Dr Sophia Moesch

  • The Carolingian Empire
  • The Byzantine Empire under the Macedonian Dynasty
  • Late Antique and Early Christian Political Thought

My previous research, in particular my doctoral project “Augustine of Hippo and the Art of Ruling in Alcuin of York and Hincmar of Reims”, has focused on the history of Western political thought from c. 400–c. 900 AD. The work has been interdisciplinary, considering its historical and political components, and its philological orientation. In my postdoctoral project “Developing Principles of Good Governance: Latin and Greek Political Advice during the Carolingian and Macedonian Reforms” the focus of the interdisciplinary and trans-epochal research is expanded to include an intercultural comparison.

The research that is currently underway compares Hincmar’s Collectio de ecclesiis et capellis with Photios’s contribution to the Εἰσαγωγὴ τοῦ νόμου, and the divorce of King Lothar II with the fourth marriage of Emperor Leo VI, in an attempt to understand the interaction between secular and religious power. I am particularly interested in exploring the main factors and actors that need careful defining (in the West and East) in order to be able to pronounce on these ‘state’-‘church’ relations. An important part of the enquiry may concern Western-Eastern differences in the composition of the secular and ecclesiastical elites that launched and determined the outcomes of these debates and disputes.

The political thought I explore in the selected Carolingian and Byzantine texts will remain undefined throughout my work, which is a particular contribution of my research to the field. Late antique and early medieval thinkers (including the Church Father Augustine) were hardly systematic philosophers in regard to their political thought. I therefore support a modular and situational thinking about moral instruction and ‘state’-‘church’ relations.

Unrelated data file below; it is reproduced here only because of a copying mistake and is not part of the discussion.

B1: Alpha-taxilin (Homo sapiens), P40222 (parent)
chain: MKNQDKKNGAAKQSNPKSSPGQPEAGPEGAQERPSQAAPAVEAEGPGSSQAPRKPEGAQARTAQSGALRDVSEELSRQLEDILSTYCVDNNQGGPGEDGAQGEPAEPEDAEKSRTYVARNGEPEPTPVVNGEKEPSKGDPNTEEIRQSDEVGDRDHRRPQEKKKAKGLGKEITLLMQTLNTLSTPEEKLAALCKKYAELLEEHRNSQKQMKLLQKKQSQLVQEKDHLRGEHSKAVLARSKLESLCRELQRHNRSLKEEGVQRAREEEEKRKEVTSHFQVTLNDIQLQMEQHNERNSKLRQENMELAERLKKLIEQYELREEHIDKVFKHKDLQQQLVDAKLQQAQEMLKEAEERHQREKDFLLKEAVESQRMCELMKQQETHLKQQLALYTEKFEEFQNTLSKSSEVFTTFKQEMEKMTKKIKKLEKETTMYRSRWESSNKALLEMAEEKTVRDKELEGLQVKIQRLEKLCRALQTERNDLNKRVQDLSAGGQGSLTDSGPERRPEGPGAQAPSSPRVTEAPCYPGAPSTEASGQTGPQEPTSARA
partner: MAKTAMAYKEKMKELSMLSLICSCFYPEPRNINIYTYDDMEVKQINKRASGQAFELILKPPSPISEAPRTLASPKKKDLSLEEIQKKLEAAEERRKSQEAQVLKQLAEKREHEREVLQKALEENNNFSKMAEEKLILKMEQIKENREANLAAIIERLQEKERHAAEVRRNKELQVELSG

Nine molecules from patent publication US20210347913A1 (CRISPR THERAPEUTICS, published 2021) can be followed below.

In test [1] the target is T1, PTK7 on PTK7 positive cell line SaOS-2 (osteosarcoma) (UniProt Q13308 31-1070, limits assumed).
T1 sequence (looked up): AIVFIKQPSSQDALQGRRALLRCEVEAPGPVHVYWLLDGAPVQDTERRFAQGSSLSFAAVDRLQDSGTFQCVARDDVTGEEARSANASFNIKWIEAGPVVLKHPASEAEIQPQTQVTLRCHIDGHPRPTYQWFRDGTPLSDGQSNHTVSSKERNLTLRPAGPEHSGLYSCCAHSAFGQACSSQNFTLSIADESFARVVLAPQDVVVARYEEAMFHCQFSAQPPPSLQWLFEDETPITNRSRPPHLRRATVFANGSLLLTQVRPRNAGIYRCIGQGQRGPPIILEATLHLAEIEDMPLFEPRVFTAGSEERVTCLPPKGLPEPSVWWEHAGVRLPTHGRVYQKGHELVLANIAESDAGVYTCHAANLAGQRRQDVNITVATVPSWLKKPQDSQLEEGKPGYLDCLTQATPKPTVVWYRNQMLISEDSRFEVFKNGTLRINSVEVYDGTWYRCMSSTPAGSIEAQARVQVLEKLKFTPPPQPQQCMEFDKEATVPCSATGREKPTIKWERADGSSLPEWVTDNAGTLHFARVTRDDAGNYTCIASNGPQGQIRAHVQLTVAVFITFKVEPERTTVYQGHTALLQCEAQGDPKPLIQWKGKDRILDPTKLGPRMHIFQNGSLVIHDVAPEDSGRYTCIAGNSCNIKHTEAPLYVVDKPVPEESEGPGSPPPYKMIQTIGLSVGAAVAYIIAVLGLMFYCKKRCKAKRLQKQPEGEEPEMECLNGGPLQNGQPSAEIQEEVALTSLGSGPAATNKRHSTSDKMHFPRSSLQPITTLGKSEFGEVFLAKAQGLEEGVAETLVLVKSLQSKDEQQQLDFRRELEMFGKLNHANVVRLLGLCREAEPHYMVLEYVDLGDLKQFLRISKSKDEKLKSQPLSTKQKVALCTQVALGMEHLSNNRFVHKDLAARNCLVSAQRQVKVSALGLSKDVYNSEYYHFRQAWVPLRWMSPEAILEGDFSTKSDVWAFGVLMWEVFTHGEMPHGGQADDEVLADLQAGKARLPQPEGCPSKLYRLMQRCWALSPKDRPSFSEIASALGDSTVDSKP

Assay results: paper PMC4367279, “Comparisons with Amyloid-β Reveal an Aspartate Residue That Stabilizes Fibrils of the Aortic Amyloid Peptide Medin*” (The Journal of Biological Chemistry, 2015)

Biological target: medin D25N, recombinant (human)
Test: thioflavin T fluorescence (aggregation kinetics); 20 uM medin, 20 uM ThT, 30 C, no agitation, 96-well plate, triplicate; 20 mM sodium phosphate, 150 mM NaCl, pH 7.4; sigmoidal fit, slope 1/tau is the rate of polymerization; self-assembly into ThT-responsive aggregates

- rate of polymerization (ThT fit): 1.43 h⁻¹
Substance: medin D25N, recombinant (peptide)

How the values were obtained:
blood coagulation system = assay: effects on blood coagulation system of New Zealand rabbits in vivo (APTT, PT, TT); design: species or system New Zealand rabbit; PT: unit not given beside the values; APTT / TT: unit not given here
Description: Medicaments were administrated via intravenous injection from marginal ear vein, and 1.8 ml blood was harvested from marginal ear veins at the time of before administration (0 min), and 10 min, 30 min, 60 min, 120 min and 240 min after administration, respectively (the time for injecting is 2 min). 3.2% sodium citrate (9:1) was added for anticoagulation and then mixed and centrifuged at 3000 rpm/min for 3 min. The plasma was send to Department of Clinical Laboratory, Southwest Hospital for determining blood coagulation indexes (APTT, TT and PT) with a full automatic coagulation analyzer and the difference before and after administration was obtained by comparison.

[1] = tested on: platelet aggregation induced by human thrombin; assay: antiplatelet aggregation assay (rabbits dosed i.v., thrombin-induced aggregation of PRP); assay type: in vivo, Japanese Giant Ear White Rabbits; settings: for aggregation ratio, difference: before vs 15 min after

Publications in Peer-reviewed Journals

Moesch, Sophia: Augustinian Thought in Alcuin’s Writing: A Philological-Historical Approach. History of Political Thought 39 (1), 2018, 33-53.

Moesch, Sophia: Les Annales Mettenses Priores et Alcuin d'York. Le discours politique sur l'accession de Charlemagne au pouvoir, in: Presses universitaires de Nancy – Editions Universitaires de Lorraine (eds.): Charlemagne, les Carolingiens et Metz: Représentation, recomposition et instrumentalisation du passé du Moyen Âge au XXe siècle: actes de la journée d’études, 8 novembre 2014. Nancy 2018, 65-81.


Contributions to Books

Moesch, Sophia: What NANSO Posters from Cape Town Reveal, in: Miescher, G., Rizzo, L., Silvester, J. (ed.): Posters in Action: Visuality in the Making of an African Nation. Basel 2009, 75-86.

Featured Publication

Augustine and the Art of Ruling in the Carolingian Imperial Period: Political Discourse in Alcuin of York and Hincmar of Rheims. Abingdon and New York: Routledge 2019



This volume is an investigation of how Augustine was received in the Carolingian period, and the elements of his thought which had an impact on Carolingian ideas of ‘state’, rulership and ethics. It focuses on Alcuin of York and Hincmar of Rheims, authors and political advisers to Charlemagne and to Charles the Bald, respectively. It examines how they used Augustinian political thought and ethics, as manifested in the De civitate Dei, to give more weight to their advice. A comparative approach sheds light on the differences between Charlemagne’s reign and that of his grandson. It scrutinizes Alcuin’s and Hincmar’s discussions of empire, rulership and the moral conduct of political agents during which both drew on the De civitate Dei, although each came away with a different understanding. By means of a philological–historical approach, the book offers a deeper reading and treats the Latin texts as political discourses defined by content and language.